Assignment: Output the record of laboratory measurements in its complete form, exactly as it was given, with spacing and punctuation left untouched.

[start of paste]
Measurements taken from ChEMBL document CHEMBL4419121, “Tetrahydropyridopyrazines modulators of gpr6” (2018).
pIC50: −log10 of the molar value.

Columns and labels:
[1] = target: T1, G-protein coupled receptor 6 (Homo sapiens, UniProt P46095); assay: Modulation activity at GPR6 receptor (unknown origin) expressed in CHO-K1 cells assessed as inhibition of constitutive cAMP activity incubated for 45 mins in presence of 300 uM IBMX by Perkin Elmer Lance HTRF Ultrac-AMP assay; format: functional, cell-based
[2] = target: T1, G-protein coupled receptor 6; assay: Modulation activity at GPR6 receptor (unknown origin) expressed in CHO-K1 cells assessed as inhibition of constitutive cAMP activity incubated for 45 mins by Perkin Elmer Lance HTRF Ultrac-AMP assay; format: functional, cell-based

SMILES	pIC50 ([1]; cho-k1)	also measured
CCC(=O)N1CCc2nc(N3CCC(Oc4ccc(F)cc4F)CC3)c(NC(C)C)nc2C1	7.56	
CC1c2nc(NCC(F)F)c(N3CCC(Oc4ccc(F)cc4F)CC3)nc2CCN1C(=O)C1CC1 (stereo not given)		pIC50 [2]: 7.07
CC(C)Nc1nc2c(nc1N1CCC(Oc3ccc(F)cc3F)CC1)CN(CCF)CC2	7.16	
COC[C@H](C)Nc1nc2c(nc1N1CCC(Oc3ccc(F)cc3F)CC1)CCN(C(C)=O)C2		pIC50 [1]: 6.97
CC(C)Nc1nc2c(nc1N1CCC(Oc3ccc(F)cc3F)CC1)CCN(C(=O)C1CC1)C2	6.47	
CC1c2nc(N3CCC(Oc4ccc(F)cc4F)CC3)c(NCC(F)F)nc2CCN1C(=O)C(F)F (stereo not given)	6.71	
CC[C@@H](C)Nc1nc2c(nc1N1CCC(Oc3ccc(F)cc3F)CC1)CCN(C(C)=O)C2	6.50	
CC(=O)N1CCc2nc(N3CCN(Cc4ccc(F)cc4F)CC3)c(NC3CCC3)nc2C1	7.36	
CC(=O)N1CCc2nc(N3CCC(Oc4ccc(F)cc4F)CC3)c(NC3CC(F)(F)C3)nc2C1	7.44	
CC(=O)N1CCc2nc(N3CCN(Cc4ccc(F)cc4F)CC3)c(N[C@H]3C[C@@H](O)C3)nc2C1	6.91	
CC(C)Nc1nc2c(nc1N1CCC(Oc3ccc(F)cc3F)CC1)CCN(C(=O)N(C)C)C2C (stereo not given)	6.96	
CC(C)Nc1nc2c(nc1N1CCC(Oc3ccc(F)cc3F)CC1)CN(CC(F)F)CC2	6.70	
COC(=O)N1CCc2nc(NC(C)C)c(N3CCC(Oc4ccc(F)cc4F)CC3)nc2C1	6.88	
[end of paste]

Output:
Measurements taken from ChEMBL document CHEMBL4419121, “Tetrahydropyridopyrazines modulators of gpr6” (2018).
pIC50: −log10 of the molar value.

Columns and labels:
[1] = target: T1, G-protein coupled receptor 6 (Homo sapiens, UniProt P46095); assay: Modulation activity at GPR6 receptor (unknown origin) expressed in CHO-K1 cells assessed as inhibition of constitutive cAMP activity incubated for 45 mins in presence of 300 uM IBMX by Perkin Elmer Lance HTRF Ultrac-AMP assay; format: functional, cell-based
[2] = target: T1, G-protein coupled receptor 6; assay: Modulation activity at GPR6 receptor (unknown origin) expressed in CHO-K1 cells assessed as inhibition of constitutive cAMP activity incubated for 45 mins by Perkin Elmer Lance HTRF Ultrac-AMP assay; format: functional, cell-based

SMILES	pIC50 ([1]; cho-k1)	also measured
CCC(=O)N1CCc2nc(N3CCC(Oc4ccc(F)cc4F)CC3)c(NC(C)C)nc2C1	7.56	
CC1c2nc(NCC(F)F)c(N3CCC(Oc4ccc(F)cc4F)CC3)nc2CCN1C(=O)C1CC1 (stereo not given)		pIC50 [2]: 7.07
CC(C)Nc1nc2c(nc1N1CCC(Oc3ccc(F)cc3F)CC1)CN(CCF)CC2	7.16	
COC[C@H](C)Nc1nc2c(nc1N1CCC(Oc3ccc(F)cc3F)CC1)CCN(C(C)=O)C2		pIC50 [1]: 6.97
CC(C)Nc1nc2c(nc1N1CCC(Oc3ccc(F)cc3F)CC1)CCN(C(=O)C1CC1)C2	6.47	
CC1c2nc(N3CCC(Oc4ccc(F)cc4F)CC3)c(NCC(F)F)nc2CCN1C(=O)C(F)F (stereo not given)	6.71	
CC[C@@H](C)Nc1nc2c(nc1N1CCC(Oc3ccc(F)cc3F)CC1)CCN(C(C)=O)C2	6.50	
CC(=O)N1CCc2nc(N3CCN(Cc4ccc(F)cc4F)CC3)c(NC3CCC3)nc2C1	7.36	
CC(=O)N1CCc2nc(N3CCC(Oc4ccc(F)cc4F)CC3)c(NC3CC(F)(F)C3)nc2C1	7.44	
CC(=O)N1CCc2nc(N3CCN(Cc4ccc(F)cc4F)CC3)c(N[C@H]3C[C@@H](O)C3)nc2C1	6.91	
CC(C)Nc1nc2c(nc1N1CCC(Oc3ccc(F)cc3F)CC1)CCN(C(=O)N(C)C)C2C (stereo not given)	6.96	
CC(C)Nc1nc2c(nc1N1CCC(Oc3ccc(F)cc3F)CC1)CN(CC(F)F)CC2	6.70	
COC(=O)N1CCc2nc(NC(C)C)c(N3CCC(Oc4ccc(F)cc4F)CC3)nc2C1	6.88	